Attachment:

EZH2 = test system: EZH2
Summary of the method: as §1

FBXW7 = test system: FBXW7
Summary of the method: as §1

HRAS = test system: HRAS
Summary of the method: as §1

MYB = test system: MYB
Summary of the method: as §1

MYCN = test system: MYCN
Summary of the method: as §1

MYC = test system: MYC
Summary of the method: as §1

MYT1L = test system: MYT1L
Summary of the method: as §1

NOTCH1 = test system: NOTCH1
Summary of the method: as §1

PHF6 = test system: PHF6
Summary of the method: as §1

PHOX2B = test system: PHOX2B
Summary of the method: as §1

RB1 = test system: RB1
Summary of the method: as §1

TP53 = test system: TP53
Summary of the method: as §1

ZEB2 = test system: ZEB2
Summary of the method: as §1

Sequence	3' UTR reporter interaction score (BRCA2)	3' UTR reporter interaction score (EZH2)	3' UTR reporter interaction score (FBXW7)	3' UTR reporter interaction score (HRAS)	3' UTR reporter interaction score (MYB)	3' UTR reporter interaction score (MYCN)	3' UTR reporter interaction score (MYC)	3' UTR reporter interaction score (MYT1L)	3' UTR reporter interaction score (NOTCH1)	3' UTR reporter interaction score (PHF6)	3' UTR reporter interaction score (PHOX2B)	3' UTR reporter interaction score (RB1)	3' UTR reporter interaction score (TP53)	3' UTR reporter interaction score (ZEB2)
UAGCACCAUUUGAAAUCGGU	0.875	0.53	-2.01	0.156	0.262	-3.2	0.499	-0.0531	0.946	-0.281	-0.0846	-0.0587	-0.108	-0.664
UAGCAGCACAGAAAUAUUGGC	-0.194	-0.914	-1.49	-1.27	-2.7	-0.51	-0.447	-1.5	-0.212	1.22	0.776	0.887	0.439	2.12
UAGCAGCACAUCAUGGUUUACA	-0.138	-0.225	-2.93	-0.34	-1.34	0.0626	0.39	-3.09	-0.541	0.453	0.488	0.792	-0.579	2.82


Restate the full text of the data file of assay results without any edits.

EZH2 = test system: EZH2
Summary of the method: as §1

FBXW7 = test system: FBXW7
Summary of the method: as §1

HRAS = test system: HRAS
Summary of the method: as §1

MYB = test system: MYB
Summary of the method: as §1

MYCN = test system: MYCN
Summary of the method: as §1

MYC = test system: MYC
Summary of the method: as §1

MYT1L = test system: MYT1L
Summary of the method: as §1

NOTCH1 = test system: NOTCH1
Summary of the method: as §1

PHF6 = test system: PHF6
Summary of the method: as §1

PHOX2B = test system: PHOX2B
Summary of the method: as §1

RB1 = test system: RB1
Summary of the method: as §1

TP53 = test system: TP53
Summary of the method: as §1

ZEB2 = test system: ZEB2
Summary of the method: as §1

Sequence	3' UTR reporter interaction score (BRCA2)	3' UTR reporter interaction score (EZH2)	3' UTR reporter interaction score (FBXW7)	3' UTR reporter interaction score (HRAS)	3' UTR reporter interaction score (MYB)	3' UTR reporter interaction score (MYCN)	3' UTR reporter interaction score (MYC)	3' UTR reporter interaction score (MYT1L)	3' UTR reporter interaction score (NOTCH1)	3' UTR reporter interaction score (PHF6)	3' UTR reporter interaction score (PHOX2B)	3' UTR reporter interaction score (RB1)	3' UTR reporter interaction score (TP53)	3' UTR reporter interaction score (ZEB2)
UAGCACCAUUUGAAAUCGGU	0.875	0.53	-2.01	0.156	0.262	-3.2	0.499	-0.0531	0.946	-0.281	-0.0846	-0.0587	-0.108	-0.664
UAGCAGCACAGAAAUAUUGGC	-0.194	-0.914	-1.49	-1.27	-2.7	-0.51	-0.447	-1.5	-0.212	1.22	0.776	0.887	0.439	2.12
UAGCAGCACAUCAUGGUUUACA	-0.138	-0.225	-2.93	-0.34	-1.34	0.0626	0.39	-3.09	-0.541	0.453	0.488	0.792	-0.579	2.82